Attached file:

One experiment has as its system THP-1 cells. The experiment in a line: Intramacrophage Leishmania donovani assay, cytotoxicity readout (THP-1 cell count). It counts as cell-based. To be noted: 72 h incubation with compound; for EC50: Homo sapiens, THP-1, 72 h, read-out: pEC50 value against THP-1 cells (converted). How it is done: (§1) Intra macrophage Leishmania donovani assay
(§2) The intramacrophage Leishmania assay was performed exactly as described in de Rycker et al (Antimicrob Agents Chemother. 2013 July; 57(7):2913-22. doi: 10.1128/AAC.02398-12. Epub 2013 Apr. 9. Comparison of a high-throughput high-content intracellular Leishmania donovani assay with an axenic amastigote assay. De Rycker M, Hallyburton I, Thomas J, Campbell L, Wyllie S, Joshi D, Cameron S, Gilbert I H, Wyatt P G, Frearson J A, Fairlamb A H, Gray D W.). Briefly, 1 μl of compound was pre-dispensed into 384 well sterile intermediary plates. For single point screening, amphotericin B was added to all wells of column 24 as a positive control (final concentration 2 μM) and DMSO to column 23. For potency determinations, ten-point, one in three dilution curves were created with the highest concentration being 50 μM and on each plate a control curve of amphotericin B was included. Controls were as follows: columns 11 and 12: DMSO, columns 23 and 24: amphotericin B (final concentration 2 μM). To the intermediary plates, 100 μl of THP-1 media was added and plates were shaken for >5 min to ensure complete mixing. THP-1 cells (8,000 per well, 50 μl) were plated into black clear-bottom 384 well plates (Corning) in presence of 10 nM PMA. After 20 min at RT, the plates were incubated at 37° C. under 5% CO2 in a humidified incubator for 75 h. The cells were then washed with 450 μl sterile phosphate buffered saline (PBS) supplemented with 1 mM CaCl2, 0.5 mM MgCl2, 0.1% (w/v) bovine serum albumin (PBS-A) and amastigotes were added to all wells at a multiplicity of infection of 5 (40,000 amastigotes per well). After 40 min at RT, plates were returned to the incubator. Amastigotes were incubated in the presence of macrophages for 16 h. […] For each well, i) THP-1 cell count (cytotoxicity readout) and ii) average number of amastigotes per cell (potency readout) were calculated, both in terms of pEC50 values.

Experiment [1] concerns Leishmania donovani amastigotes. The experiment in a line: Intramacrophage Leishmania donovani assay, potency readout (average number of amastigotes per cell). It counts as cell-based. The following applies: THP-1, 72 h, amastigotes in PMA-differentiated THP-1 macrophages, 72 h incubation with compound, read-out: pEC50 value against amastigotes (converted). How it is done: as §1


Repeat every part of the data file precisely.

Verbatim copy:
One experiment has as its system THP-1 cells. The experiment in a line: Intramacrophage Leishmania donovani assay, cytotoxicity readout (THP-1 cell count). It counts as cell-based. To be noted: 72 h incubation with compound; for EC50: Homo sapiens, THP-1, 72 h, read-out: pEC50 value against THP-1 cells (converted). How it is done: (§1) Intra macrophage Leishmania donovani assay
(§2) The intramacrophage Leishmania assay was performed exactly as described in de Rycker et al (Antimicrob Agents Chemother. 2013 July; 57(7):2913-22. doi: 10.1128/AAC.02398-12. Epub 2013 Apr. 9. Comparison of a high-throughput high-content intracellular Leishmania donovani assay with an axenic amastigote assay. De Rycker M, Hallyburton I, Thomas J, Campbell L, Wyllie S, Joshi D, Cameron S, Gilbert I H, Wyatt P G, Frearson J A, Fairlamb A H, Gray D W.). Briefly, 1 μl of compound was pre-dispensed into 384 well sterile intermediary plates. For single point screening, amphotericin B was added to all wells of column 24 as a positive control (final concentration 2 μM) and DMSO to column 23. For potency determinations, ten-point, one in three dilution curves were created with the highest concentration being 50 μM and on each plate a control curve of amphotericin B was included. Controls were as follows: columns 11 and 12: DMSO, columns 23 and 24: amphotericin B (final concentration 2 μM). To the intermediary plates, 100 μl of THP-1 media was added and plates were shaken for >5 min to ensure complete mixing. THP-1 cells (8,000 per well, 50 μl) were plated into black clear-bottom 384 well plates (Corning) in presence of 10 nM PMA. After 20 min at RT, the plates were incubated at 37° C. under 5% CO2 in a humidified incubator for 75 h. The cells were then washed with 450 μl sterile phosphate buffered saline (PBS) supplemented with 1 mM CaCl2, 0.5 mM MgCl2, 0.1% (w/v) bovine serum albumin (PBS-A) and amastigotes were added to all wells at a multiplicity of infection of 5 (40,000 amastigotes per well). After 40 min at RT, plates were returned to the incubator. Amastigotes were incubated in the presence of macrophages for 16 h. […] For each well, i) THP-1 cell count (cytotoxicity readout) and ii) average number of amastigotes per cell (potency readout) were calculated, both in terms of pEC50 values.

Experiment [1] concerns Leishmania donovani amastigotes. The experiment in a line: Intramacrophage Leishmania donovani assay, potency readout (average number of amastigotes per cell). It counts as cell-based. The following applies: THP-1, 72 h, amastigotes in PMA-differentiated THP-1 macrophages, 72 h incubation with compound, read-out: pEC50 value against amastigotes (converted). How it is done: as §1